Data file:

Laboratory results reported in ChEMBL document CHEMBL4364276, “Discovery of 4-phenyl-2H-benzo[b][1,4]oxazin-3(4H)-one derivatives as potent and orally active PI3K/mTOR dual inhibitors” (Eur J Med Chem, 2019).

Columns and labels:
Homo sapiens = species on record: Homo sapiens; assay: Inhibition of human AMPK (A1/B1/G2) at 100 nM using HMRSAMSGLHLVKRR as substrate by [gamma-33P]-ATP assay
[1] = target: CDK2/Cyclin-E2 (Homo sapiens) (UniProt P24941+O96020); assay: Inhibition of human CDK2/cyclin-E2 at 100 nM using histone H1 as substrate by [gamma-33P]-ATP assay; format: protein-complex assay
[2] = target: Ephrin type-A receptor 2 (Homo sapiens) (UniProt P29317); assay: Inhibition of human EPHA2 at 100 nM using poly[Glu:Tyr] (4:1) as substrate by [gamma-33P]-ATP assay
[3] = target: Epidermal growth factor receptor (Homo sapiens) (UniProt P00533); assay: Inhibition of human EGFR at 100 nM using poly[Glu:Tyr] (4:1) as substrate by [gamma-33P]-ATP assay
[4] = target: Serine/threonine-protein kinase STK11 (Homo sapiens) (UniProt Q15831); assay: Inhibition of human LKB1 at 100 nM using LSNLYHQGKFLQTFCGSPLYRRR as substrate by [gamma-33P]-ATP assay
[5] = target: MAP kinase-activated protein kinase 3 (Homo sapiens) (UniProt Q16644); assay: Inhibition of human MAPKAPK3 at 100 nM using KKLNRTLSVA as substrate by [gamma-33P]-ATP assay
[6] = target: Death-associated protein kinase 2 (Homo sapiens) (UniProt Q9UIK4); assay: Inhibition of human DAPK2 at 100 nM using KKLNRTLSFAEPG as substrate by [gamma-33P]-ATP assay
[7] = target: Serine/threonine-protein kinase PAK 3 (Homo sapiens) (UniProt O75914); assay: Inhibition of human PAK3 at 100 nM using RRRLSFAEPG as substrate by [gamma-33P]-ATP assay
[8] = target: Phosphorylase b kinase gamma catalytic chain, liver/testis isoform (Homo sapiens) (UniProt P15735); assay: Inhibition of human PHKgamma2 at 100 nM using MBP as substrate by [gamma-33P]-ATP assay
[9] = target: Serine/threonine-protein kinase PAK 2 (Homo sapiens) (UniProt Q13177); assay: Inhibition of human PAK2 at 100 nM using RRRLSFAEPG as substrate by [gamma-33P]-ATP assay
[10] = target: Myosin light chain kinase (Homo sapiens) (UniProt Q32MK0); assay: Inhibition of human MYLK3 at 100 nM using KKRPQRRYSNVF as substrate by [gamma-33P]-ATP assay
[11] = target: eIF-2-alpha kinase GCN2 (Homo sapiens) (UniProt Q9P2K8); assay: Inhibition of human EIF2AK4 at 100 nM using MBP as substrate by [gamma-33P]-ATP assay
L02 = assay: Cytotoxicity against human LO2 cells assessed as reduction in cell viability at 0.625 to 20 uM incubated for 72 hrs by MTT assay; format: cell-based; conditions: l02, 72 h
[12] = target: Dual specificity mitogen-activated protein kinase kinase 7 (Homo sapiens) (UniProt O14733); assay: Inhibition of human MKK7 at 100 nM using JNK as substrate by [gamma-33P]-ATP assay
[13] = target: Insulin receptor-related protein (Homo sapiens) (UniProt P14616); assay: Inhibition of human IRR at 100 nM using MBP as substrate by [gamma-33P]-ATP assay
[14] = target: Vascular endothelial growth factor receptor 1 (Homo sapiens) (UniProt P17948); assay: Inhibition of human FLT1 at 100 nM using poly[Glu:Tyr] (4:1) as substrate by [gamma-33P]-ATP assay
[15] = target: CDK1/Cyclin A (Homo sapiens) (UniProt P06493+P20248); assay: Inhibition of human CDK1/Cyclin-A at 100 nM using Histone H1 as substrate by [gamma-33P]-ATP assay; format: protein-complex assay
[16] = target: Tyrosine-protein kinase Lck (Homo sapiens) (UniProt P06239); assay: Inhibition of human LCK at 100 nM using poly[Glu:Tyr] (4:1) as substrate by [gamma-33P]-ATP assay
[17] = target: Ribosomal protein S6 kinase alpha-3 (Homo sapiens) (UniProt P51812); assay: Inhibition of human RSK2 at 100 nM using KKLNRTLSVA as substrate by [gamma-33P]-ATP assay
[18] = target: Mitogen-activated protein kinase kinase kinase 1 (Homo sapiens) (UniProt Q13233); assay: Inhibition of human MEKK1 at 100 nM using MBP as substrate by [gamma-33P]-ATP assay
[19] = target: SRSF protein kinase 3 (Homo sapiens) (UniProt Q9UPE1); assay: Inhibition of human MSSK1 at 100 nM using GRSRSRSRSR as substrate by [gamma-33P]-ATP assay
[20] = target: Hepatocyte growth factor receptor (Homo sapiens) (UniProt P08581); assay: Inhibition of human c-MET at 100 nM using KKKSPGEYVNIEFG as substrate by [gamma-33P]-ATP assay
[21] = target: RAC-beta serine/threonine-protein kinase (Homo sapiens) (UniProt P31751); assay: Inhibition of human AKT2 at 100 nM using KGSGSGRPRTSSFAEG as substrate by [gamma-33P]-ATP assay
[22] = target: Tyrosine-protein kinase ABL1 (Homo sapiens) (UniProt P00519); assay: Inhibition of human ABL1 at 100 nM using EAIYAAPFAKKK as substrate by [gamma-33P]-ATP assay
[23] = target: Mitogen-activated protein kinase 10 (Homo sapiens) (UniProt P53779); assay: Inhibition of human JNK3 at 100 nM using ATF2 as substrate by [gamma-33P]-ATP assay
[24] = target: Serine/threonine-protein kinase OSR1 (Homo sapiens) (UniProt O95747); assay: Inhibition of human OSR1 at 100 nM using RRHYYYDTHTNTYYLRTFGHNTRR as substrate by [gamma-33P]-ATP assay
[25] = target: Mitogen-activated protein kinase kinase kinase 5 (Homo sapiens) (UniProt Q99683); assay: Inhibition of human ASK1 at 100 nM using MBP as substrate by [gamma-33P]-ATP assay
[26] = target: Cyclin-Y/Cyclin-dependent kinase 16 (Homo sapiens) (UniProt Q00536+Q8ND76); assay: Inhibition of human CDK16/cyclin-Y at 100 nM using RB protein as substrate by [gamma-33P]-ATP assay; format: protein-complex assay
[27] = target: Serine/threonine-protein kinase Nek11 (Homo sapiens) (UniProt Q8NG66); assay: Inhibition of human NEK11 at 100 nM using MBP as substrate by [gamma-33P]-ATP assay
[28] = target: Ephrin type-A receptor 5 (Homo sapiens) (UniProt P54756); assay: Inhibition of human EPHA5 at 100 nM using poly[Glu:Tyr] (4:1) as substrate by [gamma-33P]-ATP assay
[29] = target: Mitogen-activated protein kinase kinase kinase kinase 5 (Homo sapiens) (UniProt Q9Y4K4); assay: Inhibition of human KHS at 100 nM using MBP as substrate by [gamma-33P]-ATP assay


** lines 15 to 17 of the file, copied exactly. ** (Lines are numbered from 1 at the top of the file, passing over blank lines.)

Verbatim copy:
L02 = assay: Cytotoxicity against human LO2 cells assessed as reduction in cell viability at 0.625 to 20 uM incubated for 72 hrs by MTT assay; format: cell-based; conditions: l02, 72 h
[12] = target: Dual specificity mitogen-activated protein kinase kinase 7 (Homo sapiens) (UniProt O14733); assay: Inhibition of human MKK7 at 100 nM using JNK as substrate by [gamma-33P]-ATP assay
[13] = target: Insulin receptor-related protein (Homo sapiens) (UniProt P14616); assay: Inhibition of human IRR at 100 nM using MBP as substrate by [gamma-33P]-ATP assay